9. The method according to claim 1, wherein the leader projects from the leading edge of the plate substrate by a distance of from 0.125 inch to 10 inches.

10. The method according to claim 1, wherein the leader is a strip of an adhesive tape having a portion overlapping and adhered to the plate substrate and a portion extending from the leading edge of the plate and doubled back on said leadersuch that a free edge of the doubled back portion forms a butt joint with the leading edge of the plate substrate.

11. The method according to claim 10 wherein the adhesive tape has a paper base.

12. The method according to claim 1 wherein the print engine is an electrostatic imaging device and the image is applied with toner particles.

13. The method of claim 12 further comprising fixing the electrostatically applied toner particles to the plate substrate following the particle application by the printer engine.

14. The method according to claim 1 wherein the print engine is an inkjet printer and the image is applied with a ink jettable liquid.

15. The method of claim 14 wherein the ink jetted liquid is fixed to the plate substrate after application by the printer engine.
Description: BACKGROUND OF THE INVENTION

The present invention relates to the imaging of lithographic plates and, more particularly, to conditioning a lithographic printing plate substrate for imaging in a conventional, commercially available electrostatic printer or ink-jet printer.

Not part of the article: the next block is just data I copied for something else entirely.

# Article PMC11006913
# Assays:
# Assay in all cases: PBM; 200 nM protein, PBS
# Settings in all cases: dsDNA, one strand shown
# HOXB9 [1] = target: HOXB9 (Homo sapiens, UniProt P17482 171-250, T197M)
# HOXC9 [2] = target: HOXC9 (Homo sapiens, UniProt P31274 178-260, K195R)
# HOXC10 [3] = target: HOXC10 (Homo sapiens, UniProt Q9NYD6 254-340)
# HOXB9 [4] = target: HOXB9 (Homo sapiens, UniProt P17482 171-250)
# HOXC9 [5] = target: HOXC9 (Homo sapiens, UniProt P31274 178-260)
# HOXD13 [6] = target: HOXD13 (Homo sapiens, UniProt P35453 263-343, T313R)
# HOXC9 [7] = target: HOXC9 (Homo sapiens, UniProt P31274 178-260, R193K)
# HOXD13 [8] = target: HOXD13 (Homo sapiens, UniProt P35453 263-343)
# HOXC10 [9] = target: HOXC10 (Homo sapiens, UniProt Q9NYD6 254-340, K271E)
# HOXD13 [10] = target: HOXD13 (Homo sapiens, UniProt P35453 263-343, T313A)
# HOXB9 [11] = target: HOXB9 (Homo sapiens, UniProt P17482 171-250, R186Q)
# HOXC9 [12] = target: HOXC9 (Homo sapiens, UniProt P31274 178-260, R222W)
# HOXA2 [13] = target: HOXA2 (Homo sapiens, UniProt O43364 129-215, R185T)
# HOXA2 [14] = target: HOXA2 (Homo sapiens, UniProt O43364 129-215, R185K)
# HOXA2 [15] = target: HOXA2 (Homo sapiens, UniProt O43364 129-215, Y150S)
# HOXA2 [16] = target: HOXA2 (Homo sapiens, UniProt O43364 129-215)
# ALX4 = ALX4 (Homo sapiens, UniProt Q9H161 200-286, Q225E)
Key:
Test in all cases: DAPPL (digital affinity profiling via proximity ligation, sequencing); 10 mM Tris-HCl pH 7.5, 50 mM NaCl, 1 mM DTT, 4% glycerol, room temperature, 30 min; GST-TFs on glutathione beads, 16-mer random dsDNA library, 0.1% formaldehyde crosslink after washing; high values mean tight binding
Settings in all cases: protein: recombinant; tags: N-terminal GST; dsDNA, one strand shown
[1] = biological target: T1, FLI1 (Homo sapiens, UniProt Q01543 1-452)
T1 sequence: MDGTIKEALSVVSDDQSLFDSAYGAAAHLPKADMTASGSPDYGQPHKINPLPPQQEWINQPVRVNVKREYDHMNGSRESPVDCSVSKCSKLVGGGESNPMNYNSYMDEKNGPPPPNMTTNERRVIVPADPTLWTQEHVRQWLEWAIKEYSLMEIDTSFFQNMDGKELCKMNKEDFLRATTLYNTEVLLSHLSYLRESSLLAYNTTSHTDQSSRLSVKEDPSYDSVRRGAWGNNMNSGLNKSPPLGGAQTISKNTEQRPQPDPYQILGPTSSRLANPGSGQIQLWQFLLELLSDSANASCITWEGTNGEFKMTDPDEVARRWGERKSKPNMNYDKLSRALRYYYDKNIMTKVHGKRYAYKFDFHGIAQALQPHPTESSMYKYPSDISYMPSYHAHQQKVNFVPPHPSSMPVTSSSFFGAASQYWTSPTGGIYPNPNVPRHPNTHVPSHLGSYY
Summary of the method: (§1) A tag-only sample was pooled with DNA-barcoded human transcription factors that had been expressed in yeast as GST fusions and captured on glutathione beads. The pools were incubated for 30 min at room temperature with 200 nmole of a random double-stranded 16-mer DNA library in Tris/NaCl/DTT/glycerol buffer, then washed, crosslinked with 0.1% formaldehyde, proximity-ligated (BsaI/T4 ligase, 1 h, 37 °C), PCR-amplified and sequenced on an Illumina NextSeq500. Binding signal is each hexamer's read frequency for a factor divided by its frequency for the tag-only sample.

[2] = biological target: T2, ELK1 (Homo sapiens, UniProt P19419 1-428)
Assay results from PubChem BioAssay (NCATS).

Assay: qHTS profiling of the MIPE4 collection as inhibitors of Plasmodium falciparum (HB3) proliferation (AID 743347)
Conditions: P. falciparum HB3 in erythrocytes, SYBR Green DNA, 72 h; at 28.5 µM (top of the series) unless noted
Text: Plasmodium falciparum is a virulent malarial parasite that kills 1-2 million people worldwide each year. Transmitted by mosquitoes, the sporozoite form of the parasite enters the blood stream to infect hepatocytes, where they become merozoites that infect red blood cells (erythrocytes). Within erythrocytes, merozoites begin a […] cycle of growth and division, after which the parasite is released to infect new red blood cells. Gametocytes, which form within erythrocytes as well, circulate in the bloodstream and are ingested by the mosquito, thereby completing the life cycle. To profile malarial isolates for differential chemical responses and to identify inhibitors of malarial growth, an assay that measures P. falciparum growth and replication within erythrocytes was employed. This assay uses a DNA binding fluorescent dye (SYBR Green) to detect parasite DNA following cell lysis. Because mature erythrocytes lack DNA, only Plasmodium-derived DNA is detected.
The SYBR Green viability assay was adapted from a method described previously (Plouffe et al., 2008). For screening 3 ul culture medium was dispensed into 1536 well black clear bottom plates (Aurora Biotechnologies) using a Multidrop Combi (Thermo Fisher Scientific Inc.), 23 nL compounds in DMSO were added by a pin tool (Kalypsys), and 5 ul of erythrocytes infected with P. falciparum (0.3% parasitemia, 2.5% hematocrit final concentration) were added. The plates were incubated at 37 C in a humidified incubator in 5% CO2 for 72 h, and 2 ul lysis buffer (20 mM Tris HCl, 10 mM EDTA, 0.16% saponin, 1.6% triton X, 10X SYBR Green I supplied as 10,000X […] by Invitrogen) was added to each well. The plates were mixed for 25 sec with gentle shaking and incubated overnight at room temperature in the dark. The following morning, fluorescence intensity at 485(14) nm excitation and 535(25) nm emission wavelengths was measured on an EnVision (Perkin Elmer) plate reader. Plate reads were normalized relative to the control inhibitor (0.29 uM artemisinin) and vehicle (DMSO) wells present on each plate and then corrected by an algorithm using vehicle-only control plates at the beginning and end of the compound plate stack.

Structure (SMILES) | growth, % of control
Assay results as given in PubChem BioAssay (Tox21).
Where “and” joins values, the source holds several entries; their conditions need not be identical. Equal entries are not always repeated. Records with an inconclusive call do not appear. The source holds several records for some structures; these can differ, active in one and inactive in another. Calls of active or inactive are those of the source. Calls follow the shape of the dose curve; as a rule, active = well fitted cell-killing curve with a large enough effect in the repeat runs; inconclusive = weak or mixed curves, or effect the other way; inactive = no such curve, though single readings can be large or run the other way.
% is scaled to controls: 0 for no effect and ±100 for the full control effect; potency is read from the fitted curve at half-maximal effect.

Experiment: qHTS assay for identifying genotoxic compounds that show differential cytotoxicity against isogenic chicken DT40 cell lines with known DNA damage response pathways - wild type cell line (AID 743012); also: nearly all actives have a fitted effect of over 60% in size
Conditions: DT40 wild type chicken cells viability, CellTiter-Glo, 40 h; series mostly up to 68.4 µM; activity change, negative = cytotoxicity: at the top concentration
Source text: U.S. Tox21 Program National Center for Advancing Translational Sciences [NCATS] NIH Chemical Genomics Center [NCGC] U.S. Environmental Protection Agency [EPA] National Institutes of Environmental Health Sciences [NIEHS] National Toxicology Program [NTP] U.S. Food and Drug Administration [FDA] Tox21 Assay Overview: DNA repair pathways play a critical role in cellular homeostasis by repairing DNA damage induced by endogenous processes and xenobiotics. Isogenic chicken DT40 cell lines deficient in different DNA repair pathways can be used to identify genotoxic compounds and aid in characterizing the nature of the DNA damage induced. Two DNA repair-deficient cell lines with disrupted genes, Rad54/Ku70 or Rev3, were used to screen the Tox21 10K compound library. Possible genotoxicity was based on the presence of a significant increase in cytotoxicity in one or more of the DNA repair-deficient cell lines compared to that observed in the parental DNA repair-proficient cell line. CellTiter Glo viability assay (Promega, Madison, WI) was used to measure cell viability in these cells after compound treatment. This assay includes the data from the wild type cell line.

Imaging of lithographic printing plates by electrostatic or ink-jet printing has been the subject of extensive research and development and has been commercialized to some extent. In the case of electrostatic imaging, a toner is applied to anelectrostatic image formed on a lithographic plate substrate and is then fused. Similarly, the desired image can be formed and then fixed on a suitably prepared substrate by ink-jetting a fluid. The toner or ink-jet image on the substrate is eitherreceptive or repellant to a printing ink, depending on the nature of the surface of the plate substrate to which the image is applied and fixed. The substrate may or may not include a coating suitable for receiving toner or ink jet fluid. An importantadvantage of electrostatic or ink-jet imaging is the current availability of machines (electrostatic copier/printers and ink-jet copier/printers) that can be readily adapted for use in imaging lithographic plate substrates.

Lithographic printing machines and processes require plates that are highly dimensionally stable and durable, which inherently makes them relatively thick and stiff. Currently available electrostatic and ink-jet printing engines, on the otherhand, are designed to handle relatively thin, flexible materials, such as paper, thin plastic films, or metal foils. Substrates suitable for lithographic printing plates may be too stiff or thick to be reliably inducted into and transported in manyavailable printing engines.

SUMMARY OF THE INVENTION